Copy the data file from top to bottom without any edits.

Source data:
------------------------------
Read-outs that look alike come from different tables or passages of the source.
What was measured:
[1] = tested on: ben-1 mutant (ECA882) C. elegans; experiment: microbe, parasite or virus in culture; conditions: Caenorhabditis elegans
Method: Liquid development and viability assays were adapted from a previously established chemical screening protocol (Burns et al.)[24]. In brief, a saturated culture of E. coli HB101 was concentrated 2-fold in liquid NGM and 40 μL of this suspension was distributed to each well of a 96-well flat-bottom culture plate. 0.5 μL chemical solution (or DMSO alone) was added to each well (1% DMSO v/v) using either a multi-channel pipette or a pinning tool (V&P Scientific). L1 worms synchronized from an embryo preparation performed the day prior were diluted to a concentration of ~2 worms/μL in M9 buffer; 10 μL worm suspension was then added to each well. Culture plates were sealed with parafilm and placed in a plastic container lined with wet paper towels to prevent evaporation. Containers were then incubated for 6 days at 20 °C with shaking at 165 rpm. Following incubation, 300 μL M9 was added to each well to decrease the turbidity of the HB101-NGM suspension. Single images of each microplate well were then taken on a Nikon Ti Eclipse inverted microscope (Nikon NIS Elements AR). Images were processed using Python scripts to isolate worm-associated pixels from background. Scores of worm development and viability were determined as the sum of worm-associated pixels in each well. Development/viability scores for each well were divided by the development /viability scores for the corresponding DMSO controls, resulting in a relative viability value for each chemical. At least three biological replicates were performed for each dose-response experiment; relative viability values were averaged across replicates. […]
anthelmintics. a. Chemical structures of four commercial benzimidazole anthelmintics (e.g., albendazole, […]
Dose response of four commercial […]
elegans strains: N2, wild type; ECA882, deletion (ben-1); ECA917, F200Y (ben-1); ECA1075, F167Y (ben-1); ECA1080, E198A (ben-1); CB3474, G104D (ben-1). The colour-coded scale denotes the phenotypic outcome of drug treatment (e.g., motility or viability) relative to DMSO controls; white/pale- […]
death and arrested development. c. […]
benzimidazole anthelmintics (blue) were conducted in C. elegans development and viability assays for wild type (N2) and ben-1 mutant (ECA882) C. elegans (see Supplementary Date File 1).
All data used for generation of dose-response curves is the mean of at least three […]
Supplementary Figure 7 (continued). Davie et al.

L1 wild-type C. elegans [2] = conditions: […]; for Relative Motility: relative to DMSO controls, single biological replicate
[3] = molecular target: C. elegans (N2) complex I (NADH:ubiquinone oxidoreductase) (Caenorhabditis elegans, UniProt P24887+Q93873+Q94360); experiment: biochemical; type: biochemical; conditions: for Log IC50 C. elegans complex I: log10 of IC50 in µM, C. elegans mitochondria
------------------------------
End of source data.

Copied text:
Read-outs that look alike come from different tables or passages of the source.
What was measured:
[1] = tested on: ben-1 mutant (ECA882) C. elegans; experiment: microbe, parasite or virus in culture; conditions: Caenorhabditis elegans
Method: Liquid development and viability assays were adapted from a previously established chemical screening protocol (Burns et al.)[24]. In brief, a saturated culture of E. coli HB101 was concentrated 2-fold in liquid NGM and 40 μL of this suspension was distributed to each well of a 96-well flat-bottom culture plate. 0.5 μL chemical solution (or DMSO alone) was added to each well (1% DMSO v/v) using either a multi-channel pipette or a pinning tool (V&P Scientific). L1 worms synchronized from an embryo preparation performed the day prior were diluted to a concentration of ~2 worms/μL in M9 buffer; 10 μL worm suspension was then added to each well. Culture plates were sealed with parafilm and placed in a plastic container lined with wet paper towels to prevent evaporation. Containers were then incubated for 6 days at 20 °C with shaking at 165 rpm. Following incubation, 300 μL M9 was added to each well to decrease the turbidity of the HB101-NGM suspension. Single images of each microplate well were then taken on a Nikon Ti Eclipse inverted microscope (Nikon NIS Elements AR). Images were processed using Python scripts to isolate worm-associated pixels from background. Scores of worm development and viability were determined as the sum of worm-associated pixels in each well. Development/viability scores for each well were divided by the development /viability scores for the corresponding DMSO controls, resulting in a relative viability value for each chemical. At least three biological replicates were performed for each dose-response experiment; relative viability values were averaged across replicates. […]
anthelmintics. a. Chemical structures of four commercial benzimidazole anthelmintics (e.g., albendazole, […]
Dose response of four commercial […]
elegans strains: N2, wild type; ECA882, deletion (ben-1); ECA917, F200Y (ben-1); ECA1075, F167Y (ben-1); ECA1080, E198A (ben-1); CB3474, G104D (ben-1). The colour-coded scale denotes the phenotypic outcome of drug treatment (e.g., motility or viability) relative to DMSO controls; white/pale- […]
death and arrested development. c. […]
benzimidazole anthelmintics (blue) were conducted in C. elegans development and viability assays for wild type (N2) and ben-1 mutant (ECA882) C. elegans (see Supplementary Date File 1).
All data used for generation of dose-response curves is the mean of at least three […]
Supplementary Figure 7 (continued). Davie et al.

L1 wild-type C. elegans [2] = conditions: […]; for Relative Motility: relative to DMSO controls, single biological replicate
[3] = molecular target: C. elegans (N2) complex I (NADH:ubiquinone oxidoreductase) (Caenorhabditis elegans, UniProt P24887+Q93873+Q94360); experiment: biochemical; type: biochemical; conditions: for Log IC50 C. elegans complex I: log10 of IC50 in µM, C. elegans mitochondria